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The former Linwood Presbyterian Church was built in 1923 and although it is no longer a church, it remains an important religious, social, and architectural landmark in Kansas City. It was home to a Presbyterian congregation established in 1889 that merged with Linwood United Methodist Church in 1975. Linwood Presbyterian was dedicated to providing a variety of social services to the community, including helping women who were recuperating from medical treatment or overwork. To serve these women, the congregation built a four-story structure next to the church in 1931 called the Home for Convalescent Employed Women. In terms of design, the church is an excellent example of large-scale Gothic Revival architecture. Notable features include a three-story tower with a crenellated parapet, a large Gothic window on the north façade, buttresses, and extensive decorative terra cotta elements. The church and former women's home were added to the National Register Historic Places in 2012.

Built in 1923, Linwood Presbyterian Church is a fine example of Gothic Revival architecture. It was home to a congregation founded in 1889 that provided a variety of social services for several decades, including those that benefited women.

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A small group of nineteen Presbyterians established the church in 1889. They first met in April in a schoolhouse that once stood where the present church now stands and were granted permission to form the congregation in October. They built a wood-frame church on the southwest corner of the block that was completed in January 1891. The congregation grew in the next decade, which coincided with the increasing population of the city. Within a half mile of the church, 1,100 homes were built by 1900 and church membership grew from 107 in 1897 to 300 by 1902. This growth prompted the construction of the second church in late 1904 (the first church was purchased by another congregation and relocated). It was expanded in 1909 and a parish house with a tower was built just to the south that year as well. Membership continued to rise in the coming years which resulted in the construction of the present church in 1923. At that point there were 2,100 members. The previous church was used for classroom, program and community space.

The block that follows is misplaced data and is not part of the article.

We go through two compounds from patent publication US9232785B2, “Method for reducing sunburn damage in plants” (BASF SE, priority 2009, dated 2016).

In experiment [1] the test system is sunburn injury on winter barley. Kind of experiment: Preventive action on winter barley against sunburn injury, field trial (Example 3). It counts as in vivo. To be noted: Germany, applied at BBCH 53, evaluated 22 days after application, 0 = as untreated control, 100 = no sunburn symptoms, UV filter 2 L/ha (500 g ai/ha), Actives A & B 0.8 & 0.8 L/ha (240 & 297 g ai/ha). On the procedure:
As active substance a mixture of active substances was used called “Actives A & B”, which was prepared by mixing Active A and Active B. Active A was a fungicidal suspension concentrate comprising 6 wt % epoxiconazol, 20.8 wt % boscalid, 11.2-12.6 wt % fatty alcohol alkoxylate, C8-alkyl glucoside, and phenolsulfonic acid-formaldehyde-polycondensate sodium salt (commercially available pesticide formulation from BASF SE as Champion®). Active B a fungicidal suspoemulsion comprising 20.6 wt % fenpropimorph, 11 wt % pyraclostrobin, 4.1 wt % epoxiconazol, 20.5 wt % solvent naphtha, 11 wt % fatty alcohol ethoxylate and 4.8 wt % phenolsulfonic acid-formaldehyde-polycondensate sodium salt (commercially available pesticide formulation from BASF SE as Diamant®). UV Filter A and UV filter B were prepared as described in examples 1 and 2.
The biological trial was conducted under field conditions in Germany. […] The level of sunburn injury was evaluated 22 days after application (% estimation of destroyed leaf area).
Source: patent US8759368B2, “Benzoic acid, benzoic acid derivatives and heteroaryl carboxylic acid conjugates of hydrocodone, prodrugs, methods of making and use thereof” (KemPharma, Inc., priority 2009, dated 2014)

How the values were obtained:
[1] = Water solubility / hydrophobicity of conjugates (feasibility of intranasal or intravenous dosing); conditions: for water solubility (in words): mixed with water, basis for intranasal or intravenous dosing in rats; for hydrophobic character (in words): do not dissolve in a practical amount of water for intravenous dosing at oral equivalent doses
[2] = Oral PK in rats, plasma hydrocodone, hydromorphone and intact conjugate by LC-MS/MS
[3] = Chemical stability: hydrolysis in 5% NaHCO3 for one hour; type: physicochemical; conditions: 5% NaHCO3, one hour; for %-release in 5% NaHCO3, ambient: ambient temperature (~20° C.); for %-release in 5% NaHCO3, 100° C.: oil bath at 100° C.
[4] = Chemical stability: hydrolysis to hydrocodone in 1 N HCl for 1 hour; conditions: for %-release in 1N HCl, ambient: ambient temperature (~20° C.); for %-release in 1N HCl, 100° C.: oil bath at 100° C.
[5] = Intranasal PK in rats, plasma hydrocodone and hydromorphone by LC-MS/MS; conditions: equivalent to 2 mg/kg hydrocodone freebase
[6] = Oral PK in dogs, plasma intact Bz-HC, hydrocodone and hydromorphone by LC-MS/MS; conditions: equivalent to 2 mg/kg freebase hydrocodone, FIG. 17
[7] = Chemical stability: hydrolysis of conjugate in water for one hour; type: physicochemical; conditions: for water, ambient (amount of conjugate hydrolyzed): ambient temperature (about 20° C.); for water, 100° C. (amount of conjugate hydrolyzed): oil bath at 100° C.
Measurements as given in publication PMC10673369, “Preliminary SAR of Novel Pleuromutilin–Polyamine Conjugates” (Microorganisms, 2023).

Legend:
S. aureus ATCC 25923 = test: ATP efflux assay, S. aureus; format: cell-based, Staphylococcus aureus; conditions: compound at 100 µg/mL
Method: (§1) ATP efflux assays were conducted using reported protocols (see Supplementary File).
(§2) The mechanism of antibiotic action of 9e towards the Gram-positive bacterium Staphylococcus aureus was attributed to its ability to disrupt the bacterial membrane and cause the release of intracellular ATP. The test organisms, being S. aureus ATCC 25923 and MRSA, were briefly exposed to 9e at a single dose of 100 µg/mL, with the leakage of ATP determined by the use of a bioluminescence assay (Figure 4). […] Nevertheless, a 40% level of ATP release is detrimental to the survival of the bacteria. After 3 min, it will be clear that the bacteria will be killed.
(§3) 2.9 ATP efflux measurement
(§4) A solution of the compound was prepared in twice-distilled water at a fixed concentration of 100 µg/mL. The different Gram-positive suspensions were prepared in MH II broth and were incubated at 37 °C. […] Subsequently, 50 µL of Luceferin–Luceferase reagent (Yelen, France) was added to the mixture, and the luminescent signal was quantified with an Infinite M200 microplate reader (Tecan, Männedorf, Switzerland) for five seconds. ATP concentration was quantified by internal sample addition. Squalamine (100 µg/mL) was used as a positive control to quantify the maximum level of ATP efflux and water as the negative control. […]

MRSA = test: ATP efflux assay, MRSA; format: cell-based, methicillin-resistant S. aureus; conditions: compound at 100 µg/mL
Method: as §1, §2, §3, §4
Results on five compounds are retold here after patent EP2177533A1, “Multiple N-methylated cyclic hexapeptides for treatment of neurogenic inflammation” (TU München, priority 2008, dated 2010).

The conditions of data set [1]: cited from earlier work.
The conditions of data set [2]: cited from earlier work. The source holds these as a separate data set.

The congregation began providing services to women in the summer of 1912. They erected a large tent nearby where women could rest between July to September. Over the next four years, around 200 women recuperated in the tent. In 1916, the congregation received a nearby house as a donation for the women but this was a temporary arrangement. After a permanent home was not found, the congregation ended its women's services and started to help handicapped children instead, opening the Linwood Presbyterian Home and School for Crippled Children (disabled girls) in 1917. It operated until 1929 when the school district started to admit disabled girls. Two years later, the congregation decided to revive its women's services and built the home for women. It had space for 43 women who usually stayed a week to ten days.

In the 1950s, the need for convalescent care began to decrease as hospitals started offering this type of service (insurance companies started offering hospitalization insurance as well). At the same time, however, elderly women began to need housing and as a result, the home was converted into a retirement residence in the 1960s. It closed in 1967 and was used for church and community programs. In 1968 it became known as the Linwood Center.

After World War II, the size of the congregation began to decline as the mostly white congregation moved to the suburbs. Mirroring similar trends in Kansas City and other communities, white families moved from the area in larger numbers as more African American families moved into the neighborhood. By 1957, around two-thirds of the students at the Linwood School were African American. That year, the church opened a nursery school to help working parents in the neighborhood. Some members of the congregation hoped to attract African American members while many others moved and joined other churches in their new neighborhoods, and the congregation remained nearly all-white until 1964. Although membership was declining, the congregation started offering other social services including a food and clothing pantry, employment and housing assistance, a baby clinic, a methadone clinic, tutoring, and G.E.D. courses.

It was clear by the mid-1970s that the congregation, which had just 206 members, could no longer support itself. As noted above, the congregation merged with Linwood United Methodist Church in 1975. The last service at Linwood Presbyterian occurred on May 25. A funeral home bought the church in the late 1970s but the cost of using the substantial building proved too much. In 1999, all of the buildings except the church, the former school (originally the women's home), and the tower of the 1909 church were torn down. The former church has served as the home of several non-profits in recent years.

Ottesen, Kristen. "Linwood Presbyterian Church and Home for Convalescent Employed Women." National Park Service - National Register of Historic Places Nomination Form. August 7, 2012.

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